Far too frequently in the Android world that you refer to the choice boils down to this: You can either choose to continue running a version of Android that is outdated, or you can buy a new phone and repeat the process in a few months.
I paid $500 for a T-mobile Vibrant, one of Samsung's top-of-the-line Galaxy S models, in July. So we're just barely at the five month mark and it's now two full releases behind mainline Android. The situation is particularly frustrating because the newly released Nexus S, which Samsung also manufactures, is merely a variant of the Galaxy S models. It has exactly the same processor as the Vibrant, and identical hardware specifications aside from the front facing camera and NFC capabilities.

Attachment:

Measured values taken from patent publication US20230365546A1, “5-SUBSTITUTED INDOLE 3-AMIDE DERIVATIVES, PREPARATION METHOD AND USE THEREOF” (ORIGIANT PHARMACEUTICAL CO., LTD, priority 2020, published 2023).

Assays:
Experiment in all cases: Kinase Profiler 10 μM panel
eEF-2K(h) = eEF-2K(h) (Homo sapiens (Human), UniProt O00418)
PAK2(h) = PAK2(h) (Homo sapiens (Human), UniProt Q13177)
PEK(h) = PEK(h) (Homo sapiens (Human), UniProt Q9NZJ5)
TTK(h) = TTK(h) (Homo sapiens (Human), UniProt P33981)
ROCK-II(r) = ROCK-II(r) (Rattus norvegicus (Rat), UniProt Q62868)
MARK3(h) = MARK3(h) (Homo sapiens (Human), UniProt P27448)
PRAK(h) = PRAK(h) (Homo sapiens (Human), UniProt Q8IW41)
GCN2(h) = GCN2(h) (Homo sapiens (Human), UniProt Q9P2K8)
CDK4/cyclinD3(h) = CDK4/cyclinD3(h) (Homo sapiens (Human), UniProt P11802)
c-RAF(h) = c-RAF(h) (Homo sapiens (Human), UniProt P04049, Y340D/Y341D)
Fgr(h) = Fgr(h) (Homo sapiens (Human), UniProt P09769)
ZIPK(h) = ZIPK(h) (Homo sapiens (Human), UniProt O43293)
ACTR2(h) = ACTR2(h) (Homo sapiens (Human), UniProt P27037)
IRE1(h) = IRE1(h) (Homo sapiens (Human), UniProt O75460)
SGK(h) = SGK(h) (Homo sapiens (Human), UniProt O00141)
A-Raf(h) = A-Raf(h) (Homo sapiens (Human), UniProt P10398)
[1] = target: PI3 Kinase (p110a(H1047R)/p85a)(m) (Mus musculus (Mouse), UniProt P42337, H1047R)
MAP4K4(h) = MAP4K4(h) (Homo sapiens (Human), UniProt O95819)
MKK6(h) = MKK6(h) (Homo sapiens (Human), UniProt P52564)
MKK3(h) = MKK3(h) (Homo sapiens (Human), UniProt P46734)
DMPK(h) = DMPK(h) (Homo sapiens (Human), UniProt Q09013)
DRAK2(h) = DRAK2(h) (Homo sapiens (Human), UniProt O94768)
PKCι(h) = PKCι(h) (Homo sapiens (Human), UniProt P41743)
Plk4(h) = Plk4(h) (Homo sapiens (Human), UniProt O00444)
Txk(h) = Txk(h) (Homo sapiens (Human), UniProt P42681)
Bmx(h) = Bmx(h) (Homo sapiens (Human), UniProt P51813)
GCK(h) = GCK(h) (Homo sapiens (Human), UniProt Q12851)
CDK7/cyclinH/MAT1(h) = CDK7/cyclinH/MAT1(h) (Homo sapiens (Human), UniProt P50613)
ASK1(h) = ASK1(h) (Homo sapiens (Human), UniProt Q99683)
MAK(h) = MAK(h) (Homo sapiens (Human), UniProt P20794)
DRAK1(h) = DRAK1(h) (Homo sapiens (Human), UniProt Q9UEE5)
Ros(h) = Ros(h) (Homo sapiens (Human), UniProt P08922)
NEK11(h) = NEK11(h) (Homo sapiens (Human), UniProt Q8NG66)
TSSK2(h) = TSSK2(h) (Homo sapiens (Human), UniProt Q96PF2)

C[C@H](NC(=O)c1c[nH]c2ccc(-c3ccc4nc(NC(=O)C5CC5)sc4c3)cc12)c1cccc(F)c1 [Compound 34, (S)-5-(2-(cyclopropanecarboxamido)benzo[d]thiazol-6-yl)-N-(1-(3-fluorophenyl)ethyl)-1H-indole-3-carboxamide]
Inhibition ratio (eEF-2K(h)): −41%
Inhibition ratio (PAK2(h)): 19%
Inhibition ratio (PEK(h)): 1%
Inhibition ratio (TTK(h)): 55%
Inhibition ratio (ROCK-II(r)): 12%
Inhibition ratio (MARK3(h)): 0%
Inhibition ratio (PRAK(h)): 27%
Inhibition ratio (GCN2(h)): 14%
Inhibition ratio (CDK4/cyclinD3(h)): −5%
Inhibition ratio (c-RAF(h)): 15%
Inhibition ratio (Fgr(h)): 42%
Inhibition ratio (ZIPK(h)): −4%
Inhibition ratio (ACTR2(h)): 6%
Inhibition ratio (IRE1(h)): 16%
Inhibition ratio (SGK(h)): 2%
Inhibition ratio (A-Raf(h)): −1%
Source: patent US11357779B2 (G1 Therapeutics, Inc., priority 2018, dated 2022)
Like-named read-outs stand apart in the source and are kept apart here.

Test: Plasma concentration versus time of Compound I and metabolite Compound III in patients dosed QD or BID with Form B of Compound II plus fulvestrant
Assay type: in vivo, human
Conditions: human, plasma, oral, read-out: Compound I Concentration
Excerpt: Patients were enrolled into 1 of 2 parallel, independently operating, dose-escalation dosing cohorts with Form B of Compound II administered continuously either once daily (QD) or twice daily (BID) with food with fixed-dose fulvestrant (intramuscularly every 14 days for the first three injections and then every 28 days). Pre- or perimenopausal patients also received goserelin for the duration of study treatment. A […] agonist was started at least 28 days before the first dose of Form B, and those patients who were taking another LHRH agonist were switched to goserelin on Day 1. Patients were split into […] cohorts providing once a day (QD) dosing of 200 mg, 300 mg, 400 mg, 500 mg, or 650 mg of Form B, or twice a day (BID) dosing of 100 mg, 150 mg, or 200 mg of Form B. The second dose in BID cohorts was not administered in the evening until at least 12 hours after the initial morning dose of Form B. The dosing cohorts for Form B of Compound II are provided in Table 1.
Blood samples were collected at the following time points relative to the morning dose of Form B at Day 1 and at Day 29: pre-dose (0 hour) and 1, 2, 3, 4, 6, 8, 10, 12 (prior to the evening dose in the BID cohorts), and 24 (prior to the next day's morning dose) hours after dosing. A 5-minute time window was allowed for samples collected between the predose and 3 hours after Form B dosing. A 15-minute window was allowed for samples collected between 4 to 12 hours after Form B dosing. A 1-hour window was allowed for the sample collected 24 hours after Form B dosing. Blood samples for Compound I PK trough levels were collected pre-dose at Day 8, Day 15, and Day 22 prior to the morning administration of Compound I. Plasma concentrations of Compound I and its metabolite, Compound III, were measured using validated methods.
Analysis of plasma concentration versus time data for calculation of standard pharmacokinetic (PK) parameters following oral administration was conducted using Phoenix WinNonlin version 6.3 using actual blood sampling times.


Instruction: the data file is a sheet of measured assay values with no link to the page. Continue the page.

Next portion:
So what do you call it when two nearly identical phones are separated by two major releases of Android? You may not want to call it fragmentation, but in the real world we call it "ridiculous."